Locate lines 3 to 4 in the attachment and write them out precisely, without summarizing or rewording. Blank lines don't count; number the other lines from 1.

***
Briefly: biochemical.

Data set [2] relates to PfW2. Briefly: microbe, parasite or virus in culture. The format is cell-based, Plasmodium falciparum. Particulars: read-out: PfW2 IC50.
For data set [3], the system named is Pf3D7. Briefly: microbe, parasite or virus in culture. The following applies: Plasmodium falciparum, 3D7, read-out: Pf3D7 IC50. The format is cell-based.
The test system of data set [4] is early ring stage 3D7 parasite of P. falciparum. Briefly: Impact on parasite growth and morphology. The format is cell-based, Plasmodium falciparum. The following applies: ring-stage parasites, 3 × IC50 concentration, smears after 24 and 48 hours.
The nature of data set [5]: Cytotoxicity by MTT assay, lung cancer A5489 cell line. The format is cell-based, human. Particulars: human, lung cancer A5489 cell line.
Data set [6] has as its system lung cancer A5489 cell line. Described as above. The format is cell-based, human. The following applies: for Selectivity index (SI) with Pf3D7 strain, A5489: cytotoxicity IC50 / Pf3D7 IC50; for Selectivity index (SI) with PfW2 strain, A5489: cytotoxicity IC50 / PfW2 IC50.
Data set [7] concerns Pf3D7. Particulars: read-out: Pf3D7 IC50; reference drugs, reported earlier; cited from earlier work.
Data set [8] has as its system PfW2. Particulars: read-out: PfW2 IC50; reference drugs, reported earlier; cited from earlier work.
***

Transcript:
For data set [3], the system named is Pf3D7. Briefly: microbe, parasite or virus in culture. The following applies: Plasmodium falciparum, 3D7, read-out: Pf3D7 IC50. The format is cell-based.
The test system of data set [4] is early ring stage 3D7 parasite of P. falciparum. Briefly: Impact on parasite growth and morphology. The format is cell-based, Plasmodium falciparum. The following applies: ring-stage parasites, 3 × IC50 concentration, smears after 24 and 48 hours.